University museums are to benefit from a change in VAT rules, Chancellor Gordon Brown has announced.
The free entry scheme is already enjoyed by many London museums
Mr Brown heralded the move - in his spending review - as an extension of the free entry to museums scheme.
It means five university museums that charge an admission fee will now be able to reclaim VAT as well as 23 museums which are already free.
The chancellor also revealed a real term increase in the culture, media and sport department's budget of 2.3%.
The £230m of extra cash, which takes the Department for Culture, Media and Sport's (DCMS) budget to £1.6bn, has not yet been allocated by Culture Secretary Tessa Jowell, although Mr Brown is keen on a number of sports initiatives and improvements for regional museums.
Museums and galleries have attracted nearly 11 million extra visitors since scrapping their entrance fees, although there was criticism that museums that were already free suffered and that the measures benefited museums in London most.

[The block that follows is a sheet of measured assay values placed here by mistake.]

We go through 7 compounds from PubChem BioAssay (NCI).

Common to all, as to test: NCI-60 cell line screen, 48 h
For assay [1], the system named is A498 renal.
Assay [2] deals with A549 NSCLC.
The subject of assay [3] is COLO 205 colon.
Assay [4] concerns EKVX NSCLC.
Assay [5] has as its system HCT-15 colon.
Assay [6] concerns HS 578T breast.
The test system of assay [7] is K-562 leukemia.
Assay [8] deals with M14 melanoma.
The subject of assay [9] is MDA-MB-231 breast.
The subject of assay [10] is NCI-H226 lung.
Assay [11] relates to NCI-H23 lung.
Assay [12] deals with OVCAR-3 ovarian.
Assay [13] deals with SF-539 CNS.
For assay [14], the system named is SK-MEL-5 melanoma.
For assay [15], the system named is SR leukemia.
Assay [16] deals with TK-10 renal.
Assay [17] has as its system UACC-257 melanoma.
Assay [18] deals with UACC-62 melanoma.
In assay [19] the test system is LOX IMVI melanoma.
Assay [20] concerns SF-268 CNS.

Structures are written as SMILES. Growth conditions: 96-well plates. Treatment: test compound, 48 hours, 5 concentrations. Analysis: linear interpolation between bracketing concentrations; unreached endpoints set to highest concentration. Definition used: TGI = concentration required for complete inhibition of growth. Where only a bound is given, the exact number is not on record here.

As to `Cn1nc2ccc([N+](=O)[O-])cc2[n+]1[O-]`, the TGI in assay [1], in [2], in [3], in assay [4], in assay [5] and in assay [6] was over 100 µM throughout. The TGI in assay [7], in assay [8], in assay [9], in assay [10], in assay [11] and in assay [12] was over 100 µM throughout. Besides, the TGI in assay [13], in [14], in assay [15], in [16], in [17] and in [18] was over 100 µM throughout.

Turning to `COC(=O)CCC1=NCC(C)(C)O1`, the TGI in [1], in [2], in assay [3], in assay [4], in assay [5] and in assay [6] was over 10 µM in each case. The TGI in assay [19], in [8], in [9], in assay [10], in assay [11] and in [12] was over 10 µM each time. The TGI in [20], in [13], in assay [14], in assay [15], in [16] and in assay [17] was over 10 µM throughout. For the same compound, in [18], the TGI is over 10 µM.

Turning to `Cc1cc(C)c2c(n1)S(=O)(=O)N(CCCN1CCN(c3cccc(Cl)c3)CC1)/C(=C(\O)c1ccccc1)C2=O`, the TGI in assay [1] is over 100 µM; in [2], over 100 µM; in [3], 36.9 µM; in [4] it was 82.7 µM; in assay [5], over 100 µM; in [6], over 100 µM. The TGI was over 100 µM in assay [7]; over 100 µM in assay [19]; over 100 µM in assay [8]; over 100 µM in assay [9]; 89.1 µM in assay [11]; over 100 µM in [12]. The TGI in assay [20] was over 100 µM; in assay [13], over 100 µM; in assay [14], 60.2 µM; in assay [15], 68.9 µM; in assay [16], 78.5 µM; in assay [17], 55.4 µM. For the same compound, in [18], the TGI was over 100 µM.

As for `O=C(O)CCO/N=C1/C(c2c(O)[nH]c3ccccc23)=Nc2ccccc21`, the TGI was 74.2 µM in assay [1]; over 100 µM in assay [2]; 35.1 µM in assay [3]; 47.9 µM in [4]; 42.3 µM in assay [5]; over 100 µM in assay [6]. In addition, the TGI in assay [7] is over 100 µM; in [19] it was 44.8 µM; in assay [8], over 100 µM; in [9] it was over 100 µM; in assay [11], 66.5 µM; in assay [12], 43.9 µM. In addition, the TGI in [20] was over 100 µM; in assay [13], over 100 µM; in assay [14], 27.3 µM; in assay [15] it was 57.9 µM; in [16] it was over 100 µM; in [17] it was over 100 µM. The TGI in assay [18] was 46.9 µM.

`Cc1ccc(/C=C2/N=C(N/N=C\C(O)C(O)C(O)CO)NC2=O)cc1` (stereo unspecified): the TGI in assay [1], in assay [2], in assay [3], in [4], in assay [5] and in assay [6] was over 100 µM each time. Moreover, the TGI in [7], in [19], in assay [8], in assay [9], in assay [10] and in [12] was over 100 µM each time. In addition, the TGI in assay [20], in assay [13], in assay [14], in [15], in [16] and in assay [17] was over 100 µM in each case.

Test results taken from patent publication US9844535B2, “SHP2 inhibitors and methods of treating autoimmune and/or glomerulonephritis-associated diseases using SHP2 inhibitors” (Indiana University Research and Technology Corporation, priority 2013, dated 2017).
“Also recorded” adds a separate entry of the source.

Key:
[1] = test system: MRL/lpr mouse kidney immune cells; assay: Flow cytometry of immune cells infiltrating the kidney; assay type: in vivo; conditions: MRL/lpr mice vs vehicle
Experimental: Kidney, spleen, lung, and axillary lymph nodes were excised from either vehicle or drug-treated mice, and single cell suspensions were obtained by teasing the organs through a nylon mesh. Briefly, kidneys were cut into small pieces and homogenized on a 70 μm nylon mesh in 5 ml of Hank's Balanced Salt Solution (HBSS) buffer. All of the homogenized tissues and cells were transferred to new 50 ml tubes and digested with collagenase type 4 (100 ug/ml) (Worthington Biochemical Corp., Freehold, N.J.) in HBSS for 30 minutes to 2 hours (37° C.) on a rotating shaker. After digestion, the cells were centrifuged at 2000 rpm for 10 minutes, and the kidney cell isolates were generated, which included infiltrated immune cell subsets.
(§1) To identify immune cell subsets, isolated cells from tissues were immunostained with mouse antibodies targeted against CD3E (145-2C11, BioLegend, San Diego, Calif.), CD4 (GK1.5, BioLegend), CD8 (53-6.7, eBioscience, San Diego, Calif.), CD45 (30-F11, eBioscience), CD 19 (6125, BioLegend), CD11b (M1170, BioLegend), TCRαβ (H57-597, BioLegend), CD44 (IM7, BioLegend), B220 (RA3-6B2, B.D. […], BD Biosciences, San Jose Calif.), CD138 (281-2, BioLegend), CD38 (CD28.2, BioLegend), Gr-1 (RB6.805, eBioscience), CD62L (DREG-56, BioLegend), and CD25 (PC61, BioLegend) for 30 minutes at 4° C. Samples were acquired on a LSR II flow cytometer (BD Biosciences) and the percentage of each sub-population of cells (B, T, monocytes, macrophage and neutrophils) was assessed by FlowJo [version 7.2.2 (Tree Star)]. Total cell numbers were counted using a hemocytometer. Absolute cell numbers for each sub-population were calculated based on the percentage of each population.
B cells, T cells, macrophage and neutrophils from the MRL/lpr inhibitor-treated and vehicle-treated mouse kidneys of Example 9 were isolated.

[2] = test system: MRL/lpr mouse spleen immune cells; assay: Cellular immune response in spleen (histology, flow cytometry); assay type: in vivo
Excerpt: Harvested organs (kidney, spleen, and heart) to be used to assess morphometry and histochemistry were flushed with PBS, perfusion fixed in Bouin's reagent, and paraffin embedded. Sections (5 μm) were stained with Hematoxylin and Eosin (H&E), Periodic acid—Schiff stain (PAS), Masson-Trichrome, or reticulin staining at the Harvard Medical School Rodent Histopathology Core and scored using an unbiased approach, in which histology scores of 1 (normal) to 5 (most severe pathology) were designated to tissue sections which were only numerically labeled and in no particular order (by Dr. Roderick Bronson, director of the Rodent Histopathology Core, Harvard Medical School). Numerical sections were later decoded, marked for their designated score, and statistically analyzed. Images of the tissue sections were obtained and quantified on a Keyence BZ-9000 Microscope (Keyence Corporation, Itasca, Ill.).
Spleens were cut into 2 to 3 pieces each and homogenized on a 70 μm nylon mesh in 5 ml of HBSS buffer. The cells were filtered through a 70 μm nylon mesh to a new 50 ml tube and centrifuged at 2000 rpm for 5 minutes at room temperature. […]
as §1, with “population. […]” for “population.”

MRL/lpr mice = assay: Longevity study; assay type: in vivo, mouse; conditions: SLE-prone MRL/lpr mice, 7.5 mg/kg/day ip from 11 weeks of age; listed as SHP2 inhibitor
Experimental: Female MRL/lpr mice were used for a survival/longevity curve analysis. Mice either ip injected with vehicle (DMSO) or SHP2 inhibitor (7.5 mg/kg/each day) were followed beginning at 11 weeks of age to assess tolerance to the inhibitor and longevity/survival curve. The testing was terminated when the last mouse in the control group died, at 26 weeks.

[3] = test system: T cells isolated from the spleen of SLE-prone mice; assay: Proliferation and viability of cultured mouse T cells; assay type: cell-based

FIVE THAT CHARGE
Holburne Museum of Art, Bath
Oriental Museum, Durham
Sainsbury Centre for the Visual Arts, East Anglia
Museum of Rural Life, Reading
Courtauld Institute, London
The 28 museum universities previously lost their VAT exemption if they did not charge for admission as they were no longer considered as businesses, a DCMS spokesman said.
The chancellor's move means the obstacle to going free for the five currently charging and the penalty to those that are currently free has been removed. The five retain the option to continue charging.
The five university museums which currently charge are the Holburne Museum of Art in Bath, the Oriental Museum in Durham, the Sainsbury Centre for the Visual Arts at the University of East Anglia, the Museum of Rural Life in Reading and the galleries at the Courtauld Institute in London .
Mr Brown also said there would not be cuts in funding for either the British Council or the BBC World Service.
He said their budgets would rise from £173m to £197m and £225m to